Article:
Friday, August 30, 2013

If children spend most of their childhood in school, they will become institutionalized. School is an institution, like it or not. To suggest children can spend 6 hours a day, every weekday for the majority of their lives, in school and not become institutionalized borders on magical thinking. It simply follows that committing to an institution is going to result in institutionalization. 

Saying this to school parents gets a very chilly response. I don't know why. If you choose an institution, aren't you asking for institutionalization? Is that not the goal? That is, in fact, what schools are paid to do and they do a great a job of it. Harm isn't implied, but cultural norms are created. We don't notice institutionalization so much when we are all equally steeped. But that doesn't mean it isn't happening. 

Profound institutionalization won't be true for every schooled child, of course. Parents who put their kids in school, but who maintain authority above the school system, seem to raise kids sheltered from the darker side of the lessons schools teach. Every child is homeschooled, after all. And homeschool is its own form of indoctrination. I think one important difference is that home indoctrinates love first and on a fairly consistent continuum.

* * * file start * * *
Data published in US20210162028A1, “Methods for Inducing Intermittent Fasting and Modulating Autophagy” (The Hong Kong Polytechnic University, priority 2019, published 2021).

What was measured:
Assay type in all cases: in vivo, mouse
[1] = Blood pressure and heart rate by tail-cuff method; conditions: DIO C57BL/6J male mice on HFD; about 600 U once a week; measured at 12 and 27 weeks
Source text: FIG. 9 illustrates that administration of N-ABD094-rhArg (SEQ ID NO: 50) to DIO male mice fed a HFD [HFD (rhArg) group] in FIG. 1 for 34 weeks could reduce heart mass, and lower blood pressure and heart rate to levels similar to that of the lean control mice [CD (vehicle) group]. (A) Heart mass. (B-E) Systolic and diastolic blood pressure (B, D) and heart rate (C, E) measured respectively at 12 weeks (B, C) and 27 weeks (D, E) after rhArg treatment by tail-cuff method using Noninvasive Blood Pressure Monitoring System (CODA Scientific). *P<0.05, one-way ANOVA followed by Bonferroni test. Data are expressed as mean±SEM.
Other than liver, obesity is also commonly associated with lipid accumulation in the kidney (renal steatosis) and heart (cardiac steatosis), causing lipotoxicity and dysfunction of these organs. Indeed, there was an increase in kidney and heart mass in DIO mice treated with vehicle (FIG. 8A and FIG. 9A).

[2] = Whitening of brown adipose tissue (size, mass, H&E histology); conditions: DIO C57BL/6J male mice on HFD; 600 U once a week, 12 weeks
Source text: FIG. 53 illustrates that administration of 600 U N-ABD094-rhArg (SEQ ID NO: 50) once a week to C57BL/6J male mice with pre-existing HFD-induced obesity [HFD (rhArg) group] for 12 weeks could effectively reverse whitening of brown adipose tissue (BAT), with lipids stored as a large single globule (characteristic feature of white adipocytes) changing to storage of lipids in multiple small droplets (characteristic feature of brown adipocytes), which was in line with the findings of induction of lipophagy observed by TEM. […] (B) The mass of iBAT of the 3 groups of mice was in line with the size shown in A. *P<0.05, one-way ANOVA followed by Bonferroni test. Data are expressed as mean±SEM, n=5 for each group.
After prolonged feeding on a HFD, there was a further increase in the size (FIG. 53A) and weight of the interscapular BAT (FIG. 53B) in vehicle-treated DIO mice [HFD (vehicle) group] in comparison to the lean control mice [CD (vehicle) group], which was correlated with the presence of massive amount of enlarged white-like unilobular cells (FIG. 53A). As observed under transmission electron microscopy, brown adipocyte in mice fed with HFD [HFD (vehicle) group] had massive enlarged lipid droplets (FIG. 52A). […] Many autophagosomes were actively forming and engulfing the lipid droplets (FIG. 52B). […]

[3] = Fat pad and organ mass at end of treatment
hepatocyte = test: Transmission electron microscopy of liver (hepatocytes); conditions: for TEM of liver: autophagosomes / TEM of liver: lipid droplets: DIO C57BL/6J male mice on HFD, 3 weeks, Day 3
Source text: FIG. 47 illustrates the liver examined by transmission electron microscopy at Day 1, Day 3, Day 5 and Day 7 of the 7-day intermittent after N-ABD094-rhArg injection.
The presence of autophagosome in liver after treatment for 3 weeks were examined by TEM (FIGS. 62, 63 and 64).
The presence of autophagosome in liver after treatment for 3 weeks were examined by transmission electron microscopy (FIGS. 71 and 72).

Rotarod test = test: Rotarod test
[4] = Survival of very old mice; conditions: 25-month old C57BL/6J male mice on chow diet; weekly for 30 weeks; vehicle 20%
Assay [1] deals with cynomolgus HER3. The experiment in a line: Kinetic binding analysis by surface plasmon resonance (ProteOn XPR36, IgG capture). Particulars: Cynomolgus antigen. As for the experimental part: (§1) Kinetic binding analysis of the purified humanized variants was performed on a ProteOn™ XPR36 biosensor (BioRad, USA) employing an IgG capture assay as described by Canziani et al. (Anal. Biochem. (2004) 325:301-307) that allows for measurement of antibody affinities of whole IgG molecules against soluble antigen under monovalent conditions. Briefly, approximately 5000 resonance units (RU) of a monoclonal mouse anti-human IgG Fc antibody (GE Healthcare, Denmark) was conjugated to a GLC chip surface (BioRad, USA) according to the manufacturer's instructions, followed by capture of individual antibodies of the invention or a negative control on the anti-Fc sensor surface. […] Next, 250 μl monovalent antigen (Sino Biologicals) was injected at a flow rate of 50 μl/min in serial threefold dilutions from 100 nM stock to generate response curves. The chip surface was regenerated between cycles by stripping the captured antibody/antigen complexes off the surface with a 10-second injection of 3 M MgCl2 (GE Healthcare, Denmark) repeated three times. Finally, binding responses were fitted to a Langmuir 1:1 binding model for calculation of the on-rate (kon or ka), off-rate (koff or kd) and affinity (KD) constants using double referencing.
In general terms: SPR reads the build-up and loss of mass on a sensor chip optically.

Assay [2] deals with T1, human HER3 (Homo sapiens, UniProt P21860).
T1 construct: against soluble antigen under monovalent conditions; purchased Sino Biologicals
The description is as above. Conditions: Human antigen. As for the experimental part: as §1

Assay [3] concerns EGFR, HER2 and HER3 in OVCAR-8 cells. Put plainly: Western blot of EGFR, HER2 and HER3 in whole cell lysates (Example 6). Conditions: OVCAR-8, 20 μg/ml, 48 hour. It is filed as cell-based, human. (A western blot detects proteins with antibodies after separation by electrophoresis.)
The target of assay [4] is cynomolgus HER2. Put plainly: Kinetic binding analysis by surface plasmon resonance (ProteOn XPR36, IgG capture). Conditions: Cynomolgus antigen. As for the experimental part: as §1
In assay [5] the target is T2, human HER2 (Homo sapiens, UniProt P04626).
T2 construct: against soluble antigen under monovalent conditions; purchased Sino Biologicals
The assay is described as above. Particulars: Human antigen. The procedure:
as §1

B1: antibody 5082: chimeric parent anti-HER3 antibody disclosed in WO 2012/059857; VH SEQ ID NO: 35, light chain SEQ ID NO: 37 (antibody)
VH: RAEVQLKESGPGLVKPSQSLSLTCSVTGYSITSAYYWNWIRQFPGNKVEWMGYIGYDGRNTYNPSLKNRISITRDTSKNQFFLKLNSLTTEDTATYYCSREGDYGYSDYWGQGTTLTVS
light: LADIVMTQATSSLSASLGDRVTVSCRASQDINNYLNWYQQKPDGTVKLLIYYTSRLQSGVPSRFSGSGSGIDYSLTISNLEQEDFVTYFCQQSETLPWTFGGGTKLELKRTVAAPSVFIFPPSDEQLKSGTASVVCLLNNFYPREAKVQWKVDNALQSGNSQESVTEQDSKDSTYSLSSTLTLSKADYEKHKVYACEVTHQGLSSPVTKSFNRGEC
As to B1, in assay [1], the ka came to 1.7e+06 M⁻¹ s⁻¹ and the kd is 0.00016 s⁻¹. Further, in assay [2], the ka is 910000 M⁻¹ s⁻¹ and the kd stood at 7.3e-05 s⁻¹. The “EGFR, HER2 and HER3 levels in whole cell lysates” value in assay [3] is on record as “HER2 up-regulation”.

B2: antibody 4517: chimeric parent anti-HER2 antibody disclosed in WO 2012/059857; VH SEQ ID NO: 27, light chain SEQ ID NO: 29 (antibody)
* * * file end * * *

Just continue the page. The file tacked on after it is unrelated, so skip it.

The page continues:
Love is antithetical to abandonment. A lot of children never get over this earliest of cultural dichotomies, when their parents hand them over, body and soul, to bureaucracy. We all love our kids. Be that as it may, commitment to an institution is going to result in institutionalization, in a fairly consistent way. I've known parents so dedicated to the institution of school, so institutionalized themselves, so full of the Koolaid, they bring it home, even into homeschooling. That's just sad. 

Tuesday, August 27, 2013

"Most people assume that the basic design of schools, as we know them today, emerged from scientific evidence about how children learn best. But, in fact, nothing could be further from the truth...Schools as we know them today are a product of history, not of research into how children learn."

Sunday, August 25, 2013

 I realize this is perfectly obvious to everyone else. But I'm still quite stunned by the suddenness of it. 
 There are no babies here. There really aren't even any children here.